Amanda Keledjian is a marine scientist at Oceana, the largest international conservation organization working solely to protect the world's oceans. She contributed this article to Live Science's Expert Voices: Op-Ed & Insights.
With upwards of 100 million sharks killed around the world every year, it's no surprise that their numbers have plummeted. In fact, a quarter of the world's shark and ray species are threatened with extinction, according to the International Union for Conservation of Nature's (IUCN) Red List of Threatened Species.
One species of concern is the dusky shark, a wide-ranging species commonly found along continental coastlines in tropical and temperate waters. Dusky sharks can grow to be 14 feet (4 meters) long, and mainly feed on bony fish, squid, and other sharks and rays. Several characteristics make this species of shark particularly vulnerable to over-exploitation, including the fact that dusky sharks do not give birth to many pups each year. The dusky shark also takes 20 years to reach maturity, making it one of the slowest growing of known sharks.
Scientists estimate that the dusky shark population off the coast of the Southeastern United States and Gulf of Mexico has plummeted between 70 and 98 percent during the last 40 years.
Like most sharks, dusky sharks are highly valued for their fins, which are commonly used in the Asian delicacy shark fin soup. The demand for this cuisine has outpaced these sharks' ability to restock their numbers, putting them in steep decline globally. Illegal and unregulated fisheries also often target these animals outside of U.S. waters. [Sharks Gain Protections in India, Will U.S. Follow Suit? (Op-Ed)]
For more than a decade, regulations have prohibited commercial fishermen in the United States from targeting or landing dusky sharks. However, that does not mean they aren't still caught. One of the main threats facing dusky sharks is bycatch, which is the catch of non-target fish and marine wildlife , often due to indiscriminate and harmful fishing gear.
In fact, in 2010 more than 3,400 dusky sharks were captured and discarded as bycatch in just two bottom longline fisheries in the southeast region of the United States — even though it is illegal to deliberately catch these animals. These fisheries use lines that can be many miles long and are studded with thousands of baited hooks. With a population that is already listed as vulnerable, this overfishing could push the dusky sharks' numbers into further peril.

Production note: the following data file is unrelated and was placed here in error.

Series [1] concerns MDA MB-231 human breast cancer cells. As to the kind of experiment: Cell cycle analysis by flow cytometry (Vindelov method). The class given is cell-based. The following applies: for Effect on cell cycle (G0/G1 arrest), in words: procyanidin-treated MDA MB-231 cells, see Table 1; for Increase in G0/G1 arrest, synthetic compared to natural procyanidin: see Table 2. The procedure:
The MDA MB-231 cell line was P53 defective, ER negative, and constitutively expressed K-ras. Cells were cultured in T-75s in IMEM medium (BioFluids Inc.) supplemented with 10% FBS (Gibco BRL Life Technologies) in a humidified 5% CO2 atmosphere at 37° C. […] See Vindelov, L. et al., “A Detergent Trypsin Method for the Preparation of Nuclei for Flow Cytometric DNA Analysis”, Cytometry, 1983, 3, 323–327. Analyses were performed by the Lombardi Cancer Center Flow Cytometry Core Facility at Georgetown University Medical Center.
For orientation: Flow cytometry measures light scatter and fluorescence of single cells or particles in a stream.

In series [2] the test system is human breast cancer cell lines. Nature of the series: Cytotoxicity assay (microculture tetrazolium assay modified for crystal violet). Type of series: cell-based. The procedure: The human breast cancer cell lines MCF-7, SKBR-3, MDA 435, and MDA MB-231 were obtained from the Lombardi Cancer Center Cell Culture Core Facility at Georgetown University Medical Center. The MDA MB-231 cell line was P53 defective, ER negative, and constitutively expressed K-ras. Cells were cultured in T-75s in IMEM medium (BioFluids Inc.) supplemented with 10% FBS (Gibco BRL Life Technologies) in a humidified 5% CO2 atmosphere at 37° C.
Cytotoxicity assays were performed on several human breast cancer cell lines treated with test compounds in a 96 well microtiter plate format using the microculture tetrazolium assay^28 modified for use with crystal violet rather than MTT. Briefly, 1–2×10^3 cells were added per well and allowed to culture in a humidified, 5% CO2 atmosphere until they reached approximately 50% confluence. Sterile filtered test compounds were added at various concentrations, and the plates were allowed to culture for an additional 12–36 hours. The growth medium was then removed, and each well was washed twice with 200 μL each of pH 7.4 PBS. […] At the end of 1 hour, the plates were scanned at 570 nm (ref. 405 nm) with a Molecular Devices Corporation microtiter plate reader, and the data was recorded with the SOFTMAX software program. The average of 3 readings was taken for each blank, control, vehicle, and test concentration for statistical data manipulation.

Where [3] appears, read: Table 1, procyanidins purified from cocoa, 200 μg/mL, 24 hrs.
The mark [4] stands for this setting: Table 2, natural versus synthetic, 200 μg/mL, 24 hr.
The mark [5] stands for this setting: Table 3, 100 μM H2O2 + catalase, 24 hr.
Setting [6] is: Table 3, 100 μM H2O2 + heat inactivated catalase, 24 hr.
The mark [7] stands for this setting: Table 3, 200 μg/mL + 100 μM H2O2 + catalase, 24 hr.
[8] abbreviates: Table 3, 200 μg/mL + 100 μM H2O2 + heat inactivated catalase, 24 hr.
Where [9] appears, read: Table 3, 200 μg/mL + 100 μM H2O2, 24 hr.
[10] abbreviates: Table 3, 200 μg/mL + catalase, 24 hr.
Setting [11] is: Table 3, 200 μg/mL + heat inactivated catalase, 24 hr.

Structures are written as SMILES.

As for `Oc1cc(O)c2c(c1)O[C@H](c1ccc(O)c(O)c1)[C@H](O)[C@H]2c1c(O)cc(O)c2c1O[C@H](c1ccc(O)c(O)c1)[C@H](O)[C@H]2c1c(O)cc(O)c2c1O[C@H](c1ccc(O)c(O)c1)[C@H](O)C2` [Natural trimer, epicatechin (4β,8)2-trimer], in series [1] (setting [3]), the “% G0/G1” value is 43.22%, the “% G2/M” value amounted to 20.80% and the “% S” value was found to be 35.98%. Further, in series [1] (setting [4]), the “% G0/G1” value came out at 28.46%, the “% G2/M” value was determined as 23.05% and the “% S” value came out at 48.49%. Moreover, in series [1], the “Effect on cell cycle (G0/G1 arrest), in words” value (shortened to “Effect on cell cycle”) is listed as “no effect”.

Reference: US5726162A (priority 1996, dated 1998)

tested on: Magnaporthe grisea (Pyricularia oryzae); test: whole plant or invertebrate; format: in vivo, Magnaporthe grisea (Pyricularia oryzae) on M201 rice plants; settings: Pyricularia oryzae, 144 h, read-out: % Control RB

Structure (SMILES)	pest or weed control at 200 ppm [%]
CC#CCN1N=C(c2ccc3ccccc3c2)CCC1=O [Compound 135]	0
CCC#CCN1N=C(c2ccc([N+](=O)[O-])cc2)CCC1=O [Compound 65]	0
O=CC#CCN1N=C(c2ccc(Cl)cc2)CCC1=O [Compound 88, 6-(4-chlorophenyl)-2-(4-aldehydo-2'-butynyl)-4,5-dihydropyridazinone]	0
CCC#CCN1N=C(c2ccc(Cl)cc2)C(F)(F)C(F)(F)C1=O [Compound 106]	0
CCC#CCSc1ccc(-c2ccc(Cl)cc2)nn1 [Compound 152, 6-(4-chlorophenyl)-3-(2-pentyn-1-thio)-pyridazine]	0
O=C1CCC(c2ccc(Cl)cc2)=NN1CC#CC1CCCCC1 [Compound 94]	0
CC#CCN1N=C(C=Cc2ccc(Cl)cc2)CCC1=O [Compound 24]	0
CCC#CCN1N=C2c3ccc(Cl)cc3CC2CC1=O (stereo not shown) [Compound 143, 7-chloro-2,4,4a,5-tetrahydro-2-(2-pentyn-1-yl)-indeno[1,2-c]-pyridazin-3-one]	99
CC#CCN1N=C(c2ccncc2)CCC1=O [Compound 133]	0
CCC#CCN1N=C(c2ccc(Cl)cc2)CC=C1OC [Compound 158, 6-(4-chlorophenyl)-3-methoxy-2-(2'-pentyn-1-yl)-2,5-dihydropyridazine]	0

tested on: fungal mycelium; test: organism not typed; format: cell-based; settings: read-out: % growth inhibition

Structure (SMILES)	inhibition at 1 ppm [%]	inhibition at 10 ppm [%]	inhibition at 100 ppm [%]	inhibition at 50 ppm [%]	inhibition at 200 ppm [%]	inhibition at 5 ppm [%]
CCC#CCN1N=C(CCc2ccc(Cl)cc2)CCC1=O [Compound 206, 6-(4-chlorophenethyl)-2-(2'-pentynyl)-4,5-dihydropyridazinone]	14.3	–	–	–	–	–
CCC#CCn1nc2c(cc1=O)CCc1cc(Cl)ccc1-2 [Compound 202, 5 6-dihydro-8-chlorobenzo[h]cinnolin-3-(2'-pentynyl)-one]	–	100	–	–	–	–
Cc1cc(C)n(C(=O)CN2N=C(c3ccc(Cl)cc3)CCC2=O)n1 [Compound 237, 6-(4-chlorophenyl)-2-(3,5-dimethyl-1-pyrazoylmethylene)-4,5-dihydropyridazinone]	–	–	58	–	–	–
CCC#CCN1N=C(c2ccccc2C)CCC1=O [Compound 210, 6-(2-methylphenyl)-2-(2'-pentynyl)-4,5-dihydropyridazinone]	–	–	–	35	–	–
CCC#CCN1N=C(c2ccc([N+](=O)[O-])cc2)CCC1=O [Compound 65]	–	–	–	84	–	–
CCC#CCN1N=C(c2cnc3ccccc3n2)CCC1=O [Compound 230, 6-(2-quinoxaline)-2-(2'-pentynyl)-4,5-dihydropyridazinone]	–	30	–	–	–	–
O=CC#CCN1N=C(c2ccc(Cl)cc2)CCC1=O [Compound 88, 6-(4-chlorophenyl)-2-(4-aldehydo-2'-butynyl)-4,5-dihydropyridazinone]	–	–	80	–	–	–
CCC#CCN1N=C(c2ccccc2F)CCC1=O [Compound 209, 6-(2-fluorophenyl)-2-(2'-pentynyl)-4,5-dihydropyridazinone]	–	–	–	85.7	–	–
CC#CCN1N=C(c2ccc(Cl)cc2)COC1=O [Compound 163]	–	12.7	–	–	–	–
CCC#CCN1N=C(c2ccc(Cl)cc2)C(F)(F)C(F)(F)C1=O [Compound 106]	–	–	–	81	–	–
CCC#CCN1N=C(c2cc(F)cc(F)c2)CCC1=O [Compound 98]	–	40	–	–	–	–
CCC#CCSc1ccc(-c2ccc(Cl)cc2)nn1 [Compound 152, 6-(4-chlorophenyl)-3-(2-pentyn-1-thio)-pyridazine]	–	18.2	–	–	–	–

In a new report released last month, Oceana identified nine of the worst fisheries in the United States for bycatch — one of which, the Southeast Snapper-Grouper Longline Fishery, catches and then discards more than 400,000 sharks annually. Unfortunately, these sharks don't often survive afterward.
However, there are ways to reduce the number of dusky sharks caught as bycatch. Fisheries in the United States should adopt a three-pronged approach to reduce bycatch: count, cap, and control. Fisheries should count all catch (including bycatch), cap bycatch using science-based limits, and control bycatch through effective management measures that will ensure bycatch limits are not exceeded and that bycatch is reduced over time.
Lastly, fisheries need to control bycatch by using gear that is less destructive to the environment and by implementing initiatives that effectively work to avoid bycatch. These policies include catch-monitoring programs that identify and release information about bycatch hotspots to all fishermen across a fleet, so they can actively avoid fishing in those areas.
There's no reason dusky sharks should remain overfished when regulations have prohibited their capture for a decade. With the sharks' numbers dwindling, the National Marine Fisheries Service must implement science-based management approaches to minimize bycatch.
Oceana's most recent Op-Ed contribution was "Tar Washing Ashore Shows Gulf Coast NotBack to Normal." Follow all of the Expert Voices issues and debates — and become part of the discussion — on Facebook, Twitter and Google+. The views expressed are those of the author and do not necessarily reflect the views of the publisher. This version of the article was originally published on Live Science.